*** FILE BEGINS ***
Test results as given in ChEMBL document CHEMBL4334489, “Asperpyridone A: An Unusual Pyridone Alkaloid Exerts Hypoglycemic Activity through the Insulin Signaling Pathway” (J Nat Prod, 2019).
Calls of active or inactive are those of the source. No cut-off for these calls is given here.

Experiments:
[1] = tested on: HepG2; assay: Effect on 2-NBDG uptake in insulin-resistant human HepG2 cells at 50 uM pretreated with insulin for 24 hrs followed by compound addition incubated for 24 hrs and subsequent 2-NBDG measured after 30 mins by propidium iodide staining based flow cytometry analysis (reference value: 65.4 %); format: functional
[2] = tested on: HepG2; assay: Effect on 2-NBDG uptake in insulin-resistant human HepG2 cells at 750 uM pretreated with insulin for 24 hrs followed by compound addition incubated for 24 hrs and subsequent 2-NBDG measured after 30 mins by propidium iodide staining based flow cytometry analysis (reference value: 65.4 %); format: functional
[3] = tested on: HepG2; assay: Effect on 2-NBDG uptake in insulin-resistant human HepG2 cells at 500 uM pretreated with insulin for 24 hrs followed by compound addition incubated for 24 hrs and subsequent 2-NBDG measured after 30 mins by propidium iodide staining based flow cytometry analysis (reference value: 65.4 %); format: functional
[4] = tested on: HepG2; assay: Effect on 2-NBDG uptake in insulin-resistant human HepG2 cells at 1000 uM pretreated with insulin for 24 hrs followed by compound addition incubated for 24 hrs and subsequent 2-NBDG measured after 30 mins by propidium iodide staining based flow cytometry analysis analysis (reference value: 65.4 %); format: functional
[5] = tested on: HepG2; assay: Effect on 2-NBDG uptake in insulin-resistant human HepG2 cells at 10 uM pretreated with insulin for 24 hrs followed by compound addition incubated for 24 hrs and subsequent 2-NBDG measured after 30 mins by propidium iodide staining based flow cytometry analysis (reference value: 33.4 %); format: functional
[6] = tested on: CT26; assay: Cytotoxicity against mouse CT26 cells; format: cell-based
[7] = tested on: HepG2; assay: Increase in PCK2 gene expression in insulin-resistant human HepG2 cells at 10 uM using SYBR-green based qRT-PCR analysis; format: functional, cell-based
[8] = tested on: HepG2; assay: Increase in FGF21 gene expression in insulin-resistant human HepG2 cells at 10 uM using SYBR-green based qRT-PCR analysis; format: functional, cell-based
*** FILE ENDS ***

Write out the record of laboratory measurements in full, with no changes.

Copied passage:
Test results as given in ChEMBL document CHEMBL4334489, “Asperpyridone A: An Unusual Pyridone Alkaloid Exerts Hypoglycemic Activity through the Insulin Signaling Pathway” (J Nat Prod, 2019).
Calls of active or inactive are those of the source. No cut-off for these calls is given here.

Experiments:
[1] = tested on: HepG2; assay: Effect on 2-NBDG uptake in insulin-resistant human HepG2 cells at 50 uM pretreated with insulin for 24 hrs followed by compound addition incubated for 24 hrs and subsequent 2-NBDG measured after 30 mins by propidium iodide staining based flow cytometry analysis (reference value: 65.4 %); format: functional
[2] = tested on: HepG2; assay: Effect on 2-NBDG uptake in insulin-resistant human HepG2 cells at 750 uM pretreated with insulin for 24 hrs followed by compound addition incubated for 24 hrs and subsequent 2-NBDG measured after 30 mins by propidium iodide staining based flow cytometry analysis (reference value: 65.4 %); format: functional
[3] = tested on: HepG2; assay: Effect on 2-NBDG uptake in insulin-resistant human HepG2 cells at 500 uM pretreated with insulin for 24 hrs followed by compound addition incubated for 24 hrs and subsequent 2-NBDG measured after 30 mins by propidium iodide staining based flow cytometry analysis (reference value: 65.4 %); format: functional
[4] = tested on: HepG2; assay: Effect on 2-NBDG uptake in insulin-resistant human HepG2 cells at 1000 uM pretreated with insulin for 24 hrs followed by compound addition incubated for 24 hrs and subsequent 2-NBDG measured after 30 mins by propidium iodide staining based flow cytometry analysis analysis (reference value: 65.4 %); format: functional
[5] = tested on: HepG2; assay: Effect on 2-NBDG uptake in insulin-resistant human HepG2 cells at 10 uM pretreated with insulin for 24 hrs followed by compound addition incubated for 24 hrs and subsequent 2-NBDG measured after 30 mins by propidium iodide staining based flow cytometry analysis (reference value: 33.4 %); format: functional
[6] = tested on: CT26; assay: Cytotoxicity against mouse CT26 cells; format: cell-based
[7] = tested on: HepG2; assay: Increase in PCK2 gene expression in insulin-resistant human HepG2 cells at 10 uM using SYBR-green based qRT-PCR analysis; format: functional, cell-based
[8] = tested on: HepG2; assay: Increase in FGF21 gene expression in insulin-resistant human HepG2 cells at 10 uM using SYBR-green based qRT-PCR analysis; format: functional, cell-based